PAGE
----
At times it appears Greensboro gets overlooked down in Raleigh.
However, that is not the case when it comes to the latest round of redistricting.
The NC Supreme Court found the districts passed by the legislature in 2021 unconstitutional and gave the legislature until Friday, Feb. 18 to submit new maps.
Thursday, Feb. 17, the state legislature passed new maps for congressional and state legislative districts.
However, those maps don’t go directly back to the NC Supreme Court for approval but to the three-judge panel that ruled the 2021 districts constitutional. That ruling was appealed to the NC Supreme Court, which by a 4-3 straight party line vote ruled the districts unconstitutional because they were overly partisan.
The three-judge panel, named three former judges as “special masters” to study the maps and make a recommendation on whether they meet the criteria set forth by the NC Supreme Court in its most recent ruling.
The three special masters are former Supreme Court Justices Bob Orr and Bob Edmunds and former Superior Court Judge Tom Ross.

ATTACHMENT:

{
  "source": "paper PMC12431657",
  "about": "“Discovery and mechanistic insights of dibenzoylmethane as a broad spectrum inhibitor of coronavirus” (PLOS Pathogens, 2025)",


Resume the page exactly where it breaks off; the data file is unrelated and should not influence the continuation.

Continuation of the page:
Edmunds grew up in Greensboro and is currently an attorney with Fox Rothchild. He began his legal career as an assistant district attorney in Greensboro and was an assistant US attorney and then US attorney for the Middle District of North Carolina in Greensboro before being elected to the NC Court of Appeals and then NC Supreme Court.
Ross is a native of Greensboro and was a North Carolina Superior Court judge in Greensboro for 17 years. He has also served chairman of the University of North Carolina Greensboro Board of Trustees and president of the University of North Carolina system.
So, of the three special masters who will make a recommendation on the newly drawn congressional and state legislative districts, two have deep roots in Greensboro.
The new congressional redistricting map splits Guilford County with the larger and eastern portion in the 6th District and a smaller western portion in the 8th District. The redistricting map that was ruled unconstitutional split Guilford County into three congressional districts.